Behind the numbers of the Chiefs dominant win over the Broncos

We take a look at the Kansas City Chiefs dominant week 7 victory over the Denver Broncos from the perspective of the stat sheet.

In a game that reminded fans of why the Chiefs won Super Bowl 54, the Kansas City Chiefs absolutely dominated the Denver Broncos. Not only was this the Chiefs sixth win of the season, it was also their 10th straight victory over the Denver Broncos, and an overwhelming winning streak deserves a supreme performance.

The Chiefs scored a touchdown on all three major phases of the game: offense, defense, and special teams. The offense may have stalled after the opening drive, but the defense stepped up in a big way to make sure that was not a problem.

To better understand this victory and what it means for the Chiefs, we take a look at the stat sheet and breakdown the game by the numbers.

4 Turnovers

The Kansas City Chiefs tied their season high by forcing four turnovers, the driving force behind such a dominant road victory.

Two of those turnovers were interceptions, giving them nine on the season, which ties the Chiefs with the Tampa Bay Buccaneers for second place in the league (the Colts lead with 10). The Chiefs actually push themselves to second in total forced turnovers as well with 13, behind only the Cleveland Browns who have 14.

This defense is sneaky good, and it would not be wise to overlook them.

0-8

The Chiefs converted zero third downs on eight opportunities

The Chiefs’ offense struggled all game, outside of the opening drive, to get anything going—especially on third down scenarios. Mahomes was 1-4 on 3rd down, with two sacks and other pressures. The other two third downs belonged to Chad Henne, one of which was an incompletion on the final scoring drive of the game (which was undone by a unsportsmanlike conduct penalty by the Broncos) and the other was a kneel to end the game.

The poor third down conversion rate looks especially odd when noting that the Chiefs are the second best team in the NFL in terms of third down conversion rate.

Much of this can be blamed on the conditions, with the snow and temperature making the ball hard to catch and hold onto. However, the largest factor was the amount of pressure the Broncos were able to put on Mahomes, especially with Bradley Chubb. The Chiefs could not take advantage of the blitz like they could in games past.

The recipe for beating the Chiefs this season clearly entails getting pressure on 15, and the Broncos have one of the best lines at doing just that.

6.5 yards

Le’Veon Bell averaged 6.5 yards per carry.

Making not only his Kansas City Chiefs debut, but also his Mile High debut, Bell showed the NFL that Adam Gase was to blame for his disappearance from the ranks of the elite.

Bell’s first run went for 16 yards through the line and, although he was not heavily involved in the receiving game, that likely had to do with his limited knowledge of the playbook and practice time so far. However, if he can keep that yards per carry number up where it is, it may not matter. Actually both Bell and Clyde Edwards-Helaire were impressive in this game, with the rookie going for 5.8 yards per carry and an impressive and aggressive touchdown run to pair with it.

The Chiefs rushing attack looks like it is starting to get things figured out, and now that the system is a two-headed monster, the rich look to only be getting richer.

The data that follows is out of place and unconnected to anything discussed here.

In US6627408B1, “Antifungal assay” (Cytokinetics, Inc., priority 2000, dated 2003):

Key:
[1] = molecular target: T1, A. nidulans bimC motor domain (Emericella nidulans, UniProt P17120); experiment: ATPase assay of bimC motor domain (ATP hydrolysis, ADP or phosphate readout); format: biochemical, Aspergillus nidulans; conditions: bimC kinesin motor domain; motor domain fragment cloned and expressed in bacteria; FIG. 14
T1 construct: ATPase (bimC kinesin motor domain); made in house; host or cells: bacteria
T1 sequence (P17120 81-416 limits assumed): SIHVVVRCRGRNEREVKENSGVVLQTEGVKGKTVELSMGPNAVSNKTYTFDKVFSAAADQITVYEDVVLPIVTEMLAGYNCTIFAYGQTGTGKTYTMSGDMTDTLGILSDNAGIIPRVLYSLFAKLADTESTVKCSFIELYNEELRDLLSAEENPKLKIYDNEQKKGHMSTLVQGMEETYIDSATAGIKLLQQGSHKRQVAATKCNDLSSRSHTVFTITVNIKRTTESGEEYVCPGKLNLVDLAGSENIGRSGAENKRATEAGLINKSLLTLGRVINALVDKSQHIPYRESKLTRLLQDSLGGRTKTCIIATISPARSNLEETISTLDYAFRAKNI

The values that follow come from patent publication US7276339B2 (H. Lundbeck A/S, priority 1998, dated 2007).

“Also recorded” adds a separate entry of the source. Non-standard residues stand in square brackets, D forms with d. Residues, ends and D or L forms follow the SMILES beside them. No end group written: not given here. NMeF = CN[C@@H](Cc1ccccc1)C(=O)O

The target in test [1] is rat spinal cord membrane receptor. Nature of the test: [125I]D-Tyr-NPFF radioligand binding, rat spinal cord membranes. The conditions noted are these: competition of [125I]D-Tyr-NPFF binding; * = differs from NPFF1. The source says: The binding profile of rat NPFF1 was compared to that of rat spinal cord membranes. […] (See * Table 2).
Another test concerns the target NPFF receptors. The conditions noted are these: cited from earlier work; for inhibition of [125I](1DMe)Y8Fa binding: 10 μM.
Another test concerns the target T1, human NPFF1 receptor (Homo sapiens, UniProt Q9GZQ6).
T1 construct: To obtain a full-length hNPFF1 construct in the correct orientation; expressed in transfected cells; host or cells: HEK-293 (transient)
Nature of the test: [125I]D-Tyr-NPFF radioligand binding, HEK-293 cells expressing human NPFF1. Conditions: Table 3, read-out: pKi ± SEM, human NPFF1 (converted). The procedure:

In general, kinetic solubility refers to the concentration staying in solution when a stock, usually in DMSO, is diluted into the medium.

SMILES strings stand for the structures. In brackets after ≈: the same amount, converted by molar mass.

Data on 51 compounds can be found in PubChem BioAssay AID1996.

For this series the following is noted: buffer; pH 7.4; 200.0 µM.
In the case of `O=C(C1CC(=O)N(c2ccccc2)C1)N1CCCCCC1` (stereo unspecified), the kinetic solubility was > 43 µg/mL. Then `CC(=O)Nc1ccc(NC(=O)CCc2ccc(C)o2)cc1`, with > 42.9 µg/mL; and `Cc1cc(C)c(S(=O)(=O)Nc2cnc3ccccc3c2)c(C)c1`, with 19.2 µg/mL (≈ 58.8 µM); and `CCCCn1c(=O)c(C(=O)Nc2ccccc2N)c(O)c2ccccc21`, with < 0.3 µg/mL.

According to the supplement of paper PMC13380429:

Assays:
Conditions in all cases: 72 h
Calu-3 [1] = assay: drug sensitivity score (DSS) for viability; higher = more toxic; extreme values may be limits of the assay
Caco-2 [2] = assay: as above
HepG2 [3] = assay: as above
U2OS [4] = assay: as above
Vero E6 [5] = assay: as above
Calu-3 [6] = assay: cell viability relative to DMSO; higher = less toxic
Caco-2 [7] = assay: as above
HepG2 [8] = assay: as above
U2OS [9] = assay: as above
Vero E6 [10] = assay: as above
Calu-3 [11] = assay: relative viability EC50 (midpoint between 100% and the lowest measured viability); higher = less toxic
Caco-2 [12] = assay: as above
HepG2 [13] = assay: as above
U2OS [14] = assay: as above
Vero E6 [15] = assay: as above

1 penalty for 15 yards

The Chiefs committed only one penalty all game, an unnecessary roughness penalty for a tackle out of bounds (the penalty was even questionable, but we would want the same penalty called the other way, so it is only fair).

This comes off the heels of an eight penalty showing against the Buffalo Bills on Monday and a ten penalty performance against the Las Vegas Raiders the week before that. After so many high penalty counts, it was important for the Chiefs to be able to stay disciplined and keep the refs a non-factor. Of course, there were a few declined penalties, or penalties that would offset with Broncos penalties (like Charvarius Ward getting into a fight and throwing a punch that may not have been seen by the refs).

It’s  only one game, so this is not quite a non-problem yet, but still, this was good to see.

61.5 yards

The Chiefs averaged 61.5 yards per kick return.

After weeks of mediocre, and often just outright bad, special teams play, the Chiefs had an absolutely electric performance from Dave Toub’s unit. Of course, a large number of their return yards came from Byron Pringle‘s 102-yard kick return which essentially deflated the Broncos and stole away any momentum for the rest of the game.

Pringle’s score was the Chiefs first kickoff return for a touchdown since Week 17 of last season, which saw Mecole Hardman take one to the house against the Los Angeles Chargers.

Harrison Butker did have another missed PAT attempt, but he was a perfect 3/3 for field goals, and hit his first 4 PATs without issue. Altogether, the special teams unit looks to be trending upward for the first time this season.

3 Catches

On National Tight Ends Day, Travis Kelce only had three catches for 31 yards.

Mind you, with as little passing as the Chiefs did, it is not a surprise that no single receiver had a huge day, but Kelce’s slow day was especially noteworthy in the midst of the amazing season he is having. He caught every pass thrown at him, and had a good 17-yard catch and run, but other than that he stayed relatively quiet.

As a matter of fact, Nick Keizer, the team’s backup tight end and new Twitter villain, had five more yards than Kelce with 36. After gaining 142 yards in the Chiefs previous win over Denver late in 2019, it was an unexpected result for the Chiefs star tight end.